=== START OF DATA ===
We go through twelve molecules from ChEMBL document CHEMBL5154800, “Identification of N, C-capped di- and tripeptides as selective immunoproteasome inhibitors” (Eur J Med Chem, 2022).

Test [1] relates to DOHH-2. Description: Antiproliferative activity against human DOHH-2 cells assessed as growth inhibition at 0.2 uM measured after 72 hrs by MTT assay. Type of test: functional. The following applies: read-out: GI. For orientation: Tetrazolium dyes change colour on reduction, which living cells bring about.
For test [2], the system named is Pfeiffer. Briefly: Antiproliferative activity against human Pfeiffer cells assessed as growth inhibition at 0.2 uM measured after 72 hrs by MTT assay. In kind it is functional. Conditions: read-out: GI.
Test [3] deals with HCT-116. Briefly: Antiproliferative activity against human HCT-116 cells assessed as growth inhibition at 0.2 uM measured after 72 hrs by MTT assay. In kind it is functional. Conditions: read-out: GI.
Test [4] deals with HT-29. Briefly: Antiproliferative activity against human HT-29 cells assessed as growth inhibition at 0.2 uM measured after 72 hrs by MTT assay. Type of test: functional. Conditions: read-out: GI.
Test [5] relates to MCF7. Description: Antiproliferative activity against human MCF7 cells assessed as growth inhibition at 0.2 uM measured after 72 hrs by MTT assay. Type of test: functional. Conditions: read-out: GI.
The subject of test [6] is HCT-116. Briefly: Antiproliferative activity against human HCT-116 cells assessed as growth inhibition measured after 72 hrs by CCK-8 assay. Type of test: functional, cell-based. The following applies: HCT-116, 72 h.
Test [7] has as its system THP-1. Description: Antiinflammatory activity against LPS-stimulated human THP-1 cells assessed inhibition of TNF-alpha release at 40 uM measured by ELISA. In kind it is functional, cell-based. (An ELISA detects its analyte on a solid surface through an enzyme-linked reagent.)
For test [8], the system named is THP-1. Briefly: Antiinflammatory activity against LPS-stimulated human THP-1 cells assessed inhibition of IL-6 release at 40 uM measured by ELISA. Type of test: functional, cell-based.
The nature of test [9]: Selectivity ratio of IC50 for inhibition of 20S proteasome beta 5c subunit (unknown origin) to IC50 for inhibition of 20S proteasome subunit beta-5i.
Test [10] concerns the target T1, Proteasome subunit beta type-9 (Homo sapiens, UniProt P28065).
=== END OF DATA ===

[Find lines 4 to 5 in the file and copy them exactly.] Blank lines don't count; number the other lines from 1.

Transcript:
Test [3] deals with HCT-116. Briefly: Antiproliferative activity against human HCT-116 cells assessed as growth inhibition at 0.2 uM measured after 72 hrs by MTT assay. In kind it is functional. Conditions: read-out: GI.
Test [4] deals with HT-29. Briefly: Antiproliferative activity against human HT-29 cells assessed as growth inhibition at 0.2 uM measured after 72 hrs by MTT assay. Type of test: functional. Conditions: read-out: GI.